# Main breaker

1374 Views 10 Replies 7 Participants Last post by  btharmy
Hi.
I have some electrical drawings that has a MCC with 3 control panel with a 150A breaker, 50A, 20A and a hoist with a breaker of 20A all individually connected to the same bar (sum of 240). The main breaker of the MCC is 400A. Can I lower the main breaker capacity to 250A? Is there a formula or a NEC table I should go by?
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Hi.
I have some electrical drawings that has a MCC with 3 control panel with a 150A breaker, 50A, 20A and a hoist with a breaker of 20A all individually connected to the same bar (sum of 240). The main breaker of the MCC is 400A. Can I lower the main breaker capacity to 250A? Is there a formula or a NEC table I should go by?
You can look into buying a 250 amp breaker that will fit in that panel, then why not?
I was just wondering why the designer used a 400A main breaker.
I was just wondering why the designer used a 400A main breaker.
Probably just to have the power available.
1
So if it's greater that the sum of the Ampacities is OK?
Yes. As long as the bussing is rated for 400A or more.
So if it's greater that the sum of the Ampacities is OK?
The ampacity of the breakers have nothing to do with sizing the panel. The size is based on the calculated load. Why would you change a 400 amp panel into a 225 amp panel? especially if it is designed for 400 amps. Think of future use.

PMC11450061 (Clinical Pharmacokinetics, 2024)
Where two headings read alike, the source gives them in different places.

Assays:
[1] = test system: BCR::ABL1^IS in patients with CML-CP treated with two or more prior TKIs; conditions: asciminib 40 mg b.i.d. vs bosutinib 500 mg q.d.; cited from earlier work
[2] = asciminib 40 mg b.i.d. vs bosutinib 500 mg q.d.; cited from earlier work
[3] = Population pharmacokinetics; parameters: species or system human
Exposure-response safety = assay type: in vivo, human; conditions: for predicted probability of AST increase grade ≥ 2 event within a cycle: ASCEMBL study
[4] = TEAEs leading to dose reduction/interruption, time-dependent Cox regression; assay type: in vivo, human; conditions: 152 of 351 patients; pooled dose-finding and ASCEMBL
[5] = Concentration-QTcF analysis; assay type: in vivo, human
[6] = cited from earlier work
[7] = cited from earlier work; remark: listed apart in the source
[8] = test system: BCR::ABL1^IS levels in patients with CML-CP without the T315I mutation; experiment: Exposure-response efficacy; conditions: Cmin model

2
Hi.
I have some electrical drawings that has a MCC with 3 control panel with a 150A breaker, 50A, 20A and a hoist with a breaker of 20A all individually connected to the same bar (sum of 240). The main breaker of the MCC is 400A. Can I lower the main breaker capacity to 250A? Is there a formula or a NEC table I should go by?

Yes , there is a Load Calc for the Largest Motor ( Start fuse size ??? ) + FLAs of other Motors / and fla of other Loads ... Then you can add for future expansion if you wish . Something along that line , i would have to look it up .

Peet
I'm thinking I'd price/install as per the Electrical drawings.
2
The ampacity of the breakers have nothing to do with sizing the panel. The size is based on the calculated load. Why would you change a 400 amp panel into a 225 amp panel? especially if it is designed for 400 amps. Think of future use.

Cost
Guy said:
But isn't the customer paying for a 400a panel? This is most likely for future. I'm sure you are going to pass on the savings to the customer if you reduce the panel size?
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